Practically, the study will be beneficial to pupils, teachers, parents, caregivers, guidance counselors, educational psychologists, school administrators and researchers when published. Teachers, parents, care givers guidance counselors, educational psychologists, may adopt cognitive restructuring strategy as a behavior modification tool in modifying the maladaptive behaviors of their clients, pupils and children. This will make them drop some maladaptive behaviors in their cognition and make good sense of the world. When this is achieved, the academic achievement of the child will improve; there will be reduced dropout rate of pupils. The education industry in the community will improve and general economic development will also improve.
It is possible that some parents, teachers and care-providers have not heard about cognitive restructuring strategy. The findings of this study therefore would help create awareness, highlight the importance of cognitive restructuring strategy in primary schools, and sensitize teachers, parents, care givers as well as provide them with the necessary skills. The findings of this study may help bullies who will be exposed to cognitive restructuring strategy training programme to examine their negative thought patterns, irrational beliefs and negative self-talk and then learn to refute such thought and replace them with more accurate and helpful ones in order to adjust well in the society.
School Administrators may gain deeper insights into their role as instructional leaders and supervisors of the teaching learning process by providing information on the effect of cognitive restructuring strategy on bullying among primary school pupils. For instance, the Federal and State Governments, Institutions of Higher Learning, Ministries of Education, could use the findings of this study, and be motivated to organize conferences, seminars and workshops for teachers on the effect of cognitive restructuring strategy on bullying among primary school pupils. These workshops and seminars could be designed to provide in-service training for teachers on how to design and undertake the effect of cognitive restructuring strategy on bullying among primary school pupils.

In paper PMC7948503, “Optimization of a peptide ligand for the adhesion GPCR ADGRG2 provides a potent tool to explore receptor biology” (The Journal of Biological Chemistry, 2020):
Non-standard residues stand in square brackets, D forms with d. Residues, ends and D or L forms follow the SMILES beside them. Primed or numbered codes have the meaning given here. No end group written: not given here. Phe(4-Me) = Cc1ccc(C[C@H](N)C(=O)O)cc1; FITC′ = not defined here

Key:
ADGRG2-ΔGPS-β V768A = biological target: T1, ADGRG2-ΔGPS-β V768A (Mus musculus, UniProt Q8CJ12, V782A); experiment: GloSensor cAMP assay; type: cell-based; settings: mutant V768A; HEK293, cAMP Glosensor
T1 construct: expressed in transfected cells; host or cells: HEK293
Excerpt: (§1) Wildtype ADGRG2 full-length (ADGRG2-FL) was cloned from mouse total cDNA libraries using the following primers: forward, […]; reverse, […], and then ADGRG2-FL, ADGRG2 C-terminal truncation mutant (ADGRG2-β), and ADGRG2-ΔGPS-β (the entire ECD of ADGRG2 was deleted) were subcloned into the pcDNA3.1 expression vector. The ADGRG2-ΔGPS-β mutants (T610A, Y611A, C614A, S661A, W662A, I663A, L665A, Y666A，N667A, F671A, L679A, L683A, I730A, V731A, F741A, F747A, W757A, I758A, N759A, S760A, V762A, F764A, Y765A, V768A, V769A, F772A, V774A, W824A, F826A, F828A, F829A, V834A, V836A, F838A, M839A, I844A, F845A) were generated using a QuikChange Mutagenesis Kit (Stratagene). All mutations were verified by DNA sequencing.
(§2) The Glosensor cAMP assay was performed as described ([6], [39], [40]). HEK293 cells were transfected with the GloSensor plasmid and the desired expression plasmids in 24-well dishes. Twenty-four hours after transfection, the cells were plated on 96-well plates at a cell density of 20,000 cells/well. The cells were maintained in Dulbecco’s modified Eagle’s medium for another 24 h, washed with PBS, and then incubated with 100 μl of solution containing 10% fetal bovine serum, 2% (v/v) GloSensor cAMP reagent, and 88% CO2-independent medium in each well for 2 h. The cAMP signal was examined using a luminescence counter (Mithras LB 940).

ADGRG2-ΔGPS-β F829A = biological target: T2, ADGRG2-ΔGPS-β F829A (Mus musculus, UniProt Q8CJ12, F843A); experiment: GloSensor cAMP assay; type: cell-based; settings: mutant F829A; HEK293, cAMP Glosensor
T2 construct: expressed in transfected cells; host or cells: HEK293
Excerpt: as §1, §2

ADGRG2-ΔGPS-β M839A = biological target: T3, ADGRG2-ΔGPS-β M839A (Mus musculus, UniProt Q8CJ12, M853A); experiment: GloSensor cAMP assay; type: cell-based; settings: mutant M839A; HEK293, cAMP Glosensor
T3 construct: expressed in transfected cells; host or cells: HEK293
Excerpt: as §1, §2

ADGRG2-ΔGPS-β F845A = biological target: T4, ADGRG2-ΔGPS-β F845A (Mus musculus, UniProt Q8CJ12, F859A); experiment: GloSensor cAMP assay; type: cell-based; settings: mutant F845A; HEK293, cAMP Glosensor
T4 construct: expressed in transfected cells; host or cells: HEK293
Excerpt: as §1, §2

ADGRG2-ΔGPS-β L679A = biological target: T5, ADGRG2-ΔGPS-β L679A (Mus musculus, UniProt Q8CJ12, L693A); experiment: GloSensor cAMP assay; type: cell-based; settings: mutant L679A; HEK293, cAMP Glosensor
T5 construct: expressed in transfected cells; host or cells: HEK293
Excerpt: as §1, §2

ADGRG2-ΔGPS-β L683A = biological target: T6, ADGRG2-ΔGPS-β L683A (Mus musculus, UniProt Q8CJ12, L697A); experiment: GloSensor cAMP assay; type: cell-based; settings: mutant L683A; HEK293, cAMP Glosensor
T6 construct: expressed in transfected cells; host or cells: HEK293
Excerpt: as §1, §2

The influence of gender on cognitive restructuring strategy and bullying is another area of importance. The study will reveal which gender benefited more from the cognitive restructuring strategy. The finding would help to change the tacit belief in Obollo-Afor Education zone that males are aggressive and are more likely to be bullies while the females are the victims of bullying. This would encourage teachers, parents, caregivers, guidance counselors, educational psychologists, school administrators and researchers not to discriminate against any gender group when matters relating to bullying are being discussed. The teachers would also learn to eliminate the discriminating statements or behaviours that make a particular gender feel superior or inferior to the other.
Future researchers may benefit from this endeavour in such a way that the result may be used as a guide in conducting similar study and development methods to increase the use of cognitive restructuring strategy and other peer-mediated interventions within school settings.
Scope of the study
The study will cover all identified 2014/2015 elementary five pupils with bullying behaviour in public primary schools in Obollo-Afor Education Zone of Enugu State. The subjects will be from two primary schools in Obollo-Afor Education Zone. The study focuses on the effects of cognitive restructuring strategy programme on bullying among primary school pupils in Obollo-Afor Education Zone. Employing cognitive restructuring strategy programme, the training will aim at helping bullies acquire cognitive restructuring skills that will in turn help them correct their irrational beliefs and negative thought patterns that make them aggressive and propel them to act negatively and think crookedly. The elements of cognitive restructuring strategy involves, interviewing the client to diagnose his/her problem, knowing the realities of the client’s life, marking out lines of actions for possible solutions of his problems, evaluation of actions.
The following research questions guided the study:
- What is the difference in the mean bullying scores of pupils exposed to cognitive restructuring strategy and of those that were not exposed to?
- What is the effect of gender on the mean bullying scores of pupils based on exposure to cognitive restructuring strategy?
What is the interaction effect of cognitive restructuring strategy and gender on the mean bullying scores of pupils